An experimental Japanese mission to clear'space junk' or rubbish from the Earth's orbit has ended in failure, officials said Monday, in an embarassment for Tokyo. Over 100 million pieces of garbage are thought to be whizzing around the planet, including cast-off equipment from old satellites and bits of rocket, which experts say could pose risks for future space exploration. Scientists at the Japan Aerospace Exploration Agency (JAXA) were trying to test an electrodynamic'tether' - created with the help of a fishing net company - to slow down the orbiting rubbish and bring it into a lower orbit. The hope was that the clutter -- built up after more than five decades of human space exploration -- would eventually enter the Earth's atmosphere and burn up harmlessly before it had a chance to crash into the planet. An artist's impression is pictured The vessel uses a so-called electrodynamic tether, which is made from thin wires of stainless steel and aluminium.
Dreams of colonizing the Moon that seem to have been forgotten may be revived. Rumors the European Space Agency and China's space agency might be looking to build a lunar base were confirmed by an ESA spokesman Wednesday, the Associated Press reported. The ESA's director general previously has described the possible "Moon Village" as a collective environment for exploration. The village would serve as a location for a community of international researchers looking to work together. He also proposed the village as a jumping off point or "springboard" for future deep space exploration.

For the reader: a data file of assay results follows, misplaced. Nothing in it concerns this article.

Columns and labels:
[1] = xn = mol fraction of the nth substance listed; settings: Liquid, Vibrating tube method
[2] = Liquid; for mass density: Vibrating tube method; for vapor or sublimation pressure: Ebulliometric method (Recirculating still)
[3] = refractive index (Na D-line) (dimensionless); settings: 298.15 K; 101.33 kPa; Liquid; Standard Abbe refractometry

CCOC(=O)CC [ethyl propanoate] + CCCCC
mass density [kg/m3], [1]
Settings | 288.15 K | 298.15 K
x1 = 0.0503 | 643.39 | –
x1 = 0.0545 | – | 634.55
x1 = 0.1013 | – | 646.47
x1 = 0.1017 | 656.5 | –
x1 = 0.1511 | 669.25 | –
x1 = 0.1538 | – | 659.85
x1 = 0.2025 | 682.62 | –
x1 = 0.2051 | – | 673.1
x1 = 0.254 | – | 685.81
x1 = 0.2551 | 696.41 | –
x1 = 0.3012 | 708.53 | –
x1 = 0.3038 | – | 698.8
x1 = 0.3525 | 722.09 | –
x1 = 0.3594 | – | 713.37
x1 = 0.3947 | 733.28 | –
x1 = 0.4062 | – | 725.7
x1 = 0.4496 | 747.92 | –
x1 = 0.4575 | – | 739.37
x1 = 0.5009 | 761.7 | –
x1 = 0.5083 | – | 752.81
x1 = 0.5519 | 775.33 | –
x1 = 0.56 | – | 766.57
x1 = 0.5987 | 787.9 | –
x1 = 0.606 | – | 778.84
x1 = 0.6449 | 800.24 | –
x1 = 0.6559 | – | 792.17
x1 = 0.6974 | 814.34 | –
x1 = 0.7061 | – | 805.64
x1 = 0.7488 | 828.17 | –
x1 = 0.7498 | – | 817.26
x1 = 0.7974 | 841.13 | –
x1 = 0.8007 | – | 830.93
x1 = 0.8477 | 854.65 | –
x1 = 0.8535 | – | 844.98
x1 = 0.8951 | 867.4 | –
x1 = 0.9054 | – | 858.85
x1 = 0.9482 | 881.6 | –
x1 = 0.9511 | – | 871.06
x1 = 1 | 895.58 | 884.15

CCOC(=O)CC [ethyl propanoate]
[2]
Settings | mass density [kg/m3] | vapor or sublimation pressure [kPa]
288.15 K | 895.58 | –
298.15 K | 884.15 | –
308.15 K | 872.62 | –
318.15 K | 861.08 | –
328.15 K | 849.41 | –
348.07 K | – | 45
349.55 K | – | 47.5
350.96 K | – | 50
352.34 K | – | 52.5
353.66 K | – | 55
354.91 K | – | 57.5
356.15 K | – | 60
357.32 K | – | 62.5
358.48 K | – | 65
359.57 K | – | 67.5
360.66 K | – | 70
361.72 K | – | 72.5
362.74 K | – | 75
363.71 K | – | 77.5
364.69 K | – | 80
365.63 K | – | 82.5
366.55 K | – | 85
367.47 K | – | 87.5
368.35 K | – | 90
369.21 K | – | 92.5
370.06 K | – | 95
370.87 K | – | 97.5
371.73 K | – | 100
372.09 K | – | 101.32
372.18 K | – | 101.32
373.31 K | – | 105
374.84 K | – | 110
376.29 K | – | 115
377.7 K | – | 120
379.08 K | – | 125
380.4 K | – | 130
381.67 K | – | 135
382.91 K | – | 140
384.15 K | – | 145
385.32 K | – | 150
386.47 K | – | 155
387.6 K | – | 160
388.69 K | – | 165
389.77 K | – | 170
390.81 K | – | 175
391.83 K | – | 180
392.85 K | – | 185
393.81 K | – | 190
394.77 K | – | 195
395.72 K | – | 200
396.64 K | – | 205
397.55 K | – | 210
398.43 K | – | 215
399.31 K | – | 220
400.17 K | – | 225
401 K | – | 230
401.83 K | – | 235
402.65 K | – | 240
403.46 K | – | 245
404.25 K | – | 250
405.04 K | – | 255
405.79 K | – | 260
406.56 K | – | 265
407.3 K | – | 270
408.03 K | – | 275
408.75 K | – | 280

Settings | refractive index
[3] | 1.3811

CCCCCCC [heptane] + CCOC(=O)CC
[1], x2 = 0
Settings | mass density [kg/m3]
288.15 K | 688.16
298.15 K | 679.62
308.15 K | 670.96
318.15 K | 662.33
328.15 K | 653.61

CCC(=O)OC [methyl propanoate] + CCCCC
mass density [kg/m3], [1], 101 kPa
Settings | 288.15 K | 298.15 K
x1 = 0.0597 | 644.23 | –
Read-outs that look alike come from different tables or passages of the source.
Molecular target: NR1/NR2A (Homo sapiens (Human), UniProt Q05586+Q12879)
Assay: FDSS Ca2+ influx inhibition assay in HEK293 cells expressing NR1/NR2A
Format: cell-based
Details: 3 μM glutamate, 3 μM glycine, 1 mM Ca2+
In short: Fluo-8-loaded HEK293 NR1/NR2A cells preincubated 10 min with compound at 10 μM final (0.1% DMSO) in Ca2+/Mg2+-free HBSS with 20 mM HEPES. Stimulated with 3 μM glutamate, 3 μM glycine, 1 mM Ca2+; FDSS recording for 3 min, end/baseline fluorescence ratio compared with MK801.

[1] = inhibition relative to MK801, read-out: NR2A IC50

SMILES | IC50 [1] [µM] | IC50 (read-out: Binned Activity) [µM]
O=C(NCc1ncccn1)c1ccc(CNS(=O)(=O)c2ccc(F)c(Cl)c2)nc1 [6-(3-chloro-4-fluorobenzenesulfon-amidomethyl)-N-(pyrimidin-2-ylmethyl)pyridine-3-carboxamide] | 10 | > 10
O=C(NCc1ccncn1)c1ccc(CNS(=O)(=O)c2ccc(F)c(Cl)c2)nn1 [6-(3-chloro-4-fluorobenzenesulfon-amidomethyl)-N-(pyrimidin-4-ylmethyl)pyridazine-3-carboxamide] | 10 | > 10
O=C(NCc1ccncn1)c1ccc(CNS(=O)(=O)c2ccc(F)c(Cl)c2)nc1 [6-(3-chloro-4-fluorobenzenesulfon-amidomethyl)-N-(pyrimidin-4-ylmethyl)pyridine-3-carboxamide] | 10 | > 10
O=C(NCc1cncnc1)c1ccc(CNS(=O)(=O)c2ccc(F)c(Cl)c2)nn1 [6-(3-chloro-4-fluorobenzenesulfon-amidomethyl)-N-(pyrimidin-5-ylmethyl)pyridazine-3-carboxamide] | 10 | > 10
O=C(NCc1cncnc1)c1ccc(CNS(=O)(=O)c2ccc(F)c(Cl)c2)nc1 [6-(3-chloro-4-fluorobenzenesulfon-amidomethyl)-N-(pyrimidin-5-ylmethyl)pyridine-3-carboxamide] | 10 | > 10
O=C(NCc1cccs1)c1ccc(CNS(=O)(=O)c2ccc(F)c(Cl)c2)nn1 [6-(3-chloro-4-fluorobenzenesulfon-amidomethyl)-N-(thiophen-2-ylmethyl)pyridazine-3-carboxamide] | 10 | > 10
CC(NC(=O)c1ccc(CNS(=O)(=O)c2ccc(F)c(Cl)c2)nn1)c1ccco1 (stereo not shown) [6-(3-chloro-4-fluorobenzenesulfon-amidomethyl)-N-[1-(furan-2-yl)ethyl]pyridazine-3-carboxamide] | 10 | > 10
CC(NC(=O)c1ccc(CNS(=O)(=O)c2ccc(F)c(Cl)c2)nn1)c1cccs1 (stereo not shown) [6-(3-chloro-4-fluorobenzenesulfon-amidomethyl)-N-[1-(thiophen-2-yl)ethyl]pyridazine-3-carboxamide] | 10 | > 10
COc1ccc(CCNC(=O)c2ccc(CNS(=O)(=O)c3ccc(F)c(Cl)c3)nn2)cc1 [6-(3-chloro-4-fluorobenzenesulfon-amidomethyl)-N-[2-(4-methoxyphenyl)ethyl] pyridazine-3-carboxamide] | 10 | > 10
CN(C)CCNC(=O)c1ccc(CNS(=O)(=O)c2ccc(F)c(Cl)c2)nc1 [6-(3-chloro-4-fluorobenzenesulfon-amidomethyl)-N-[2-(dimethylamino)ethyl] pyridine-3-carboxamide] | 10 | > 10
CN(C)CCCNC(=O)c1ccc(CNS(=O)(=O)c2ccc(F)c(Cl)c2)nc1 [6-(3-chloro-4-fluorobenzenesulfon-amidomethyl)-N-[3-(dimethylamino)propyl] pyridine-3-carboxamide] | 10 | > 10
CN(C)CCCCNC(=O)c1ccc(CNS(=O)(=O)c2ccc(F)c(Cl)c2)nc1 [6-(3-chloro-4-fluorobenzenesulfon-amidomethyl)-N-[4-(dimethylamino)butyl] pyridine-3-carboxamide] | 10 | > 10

China's burgeoning space program took reached a milestone Wednesday after two Chinese astronauts boarded the recently-launched space station, Tiangong-2. Excluded from international cooperation on the International Space Station (ISS), China's space agency has advanced through the stages of the space race rapidly, building a space program that some say could grow to rival that of the United States. Wednesday's feat comes just 13 years after China's first successful manned spaceflight. "China is building its own capability and their aim is clearly to become the world leader in space exploration," former NASA astronaut Leroy Chiao told NBC News. China's 9.5-ton Tiangong-2 space station launched in September, just days before the country's space agency announced that the station's predecessor, Tiangong-1, would crash through Earth's atmosphere in 2017.
WASHINGTON – President Donald Trump signed a bill into law Tuesday that updates NASA's mission to add exploration of Mars and authorizes $19.5 billion in spending for the U.S. space agency for the current budget year. It's the first time in seven years that there has been an authorization bill for the National Aeronautics and Space Administration, also known as NASA, said Sen. Ted Cruz, R-Texas, a chief sponsor of the bill. Cruz joined several astronauts and other lawmakers in the Oval Office to watch Trump sign the bill. Last week, Trump sent Congress a budget proposal that would authorize $19.1 billion in agency spending next year. "For almost six decades, NASA's work has inspired millions and millions of Americans to imagine distant worlds and a better future right here on Earth," Trump said.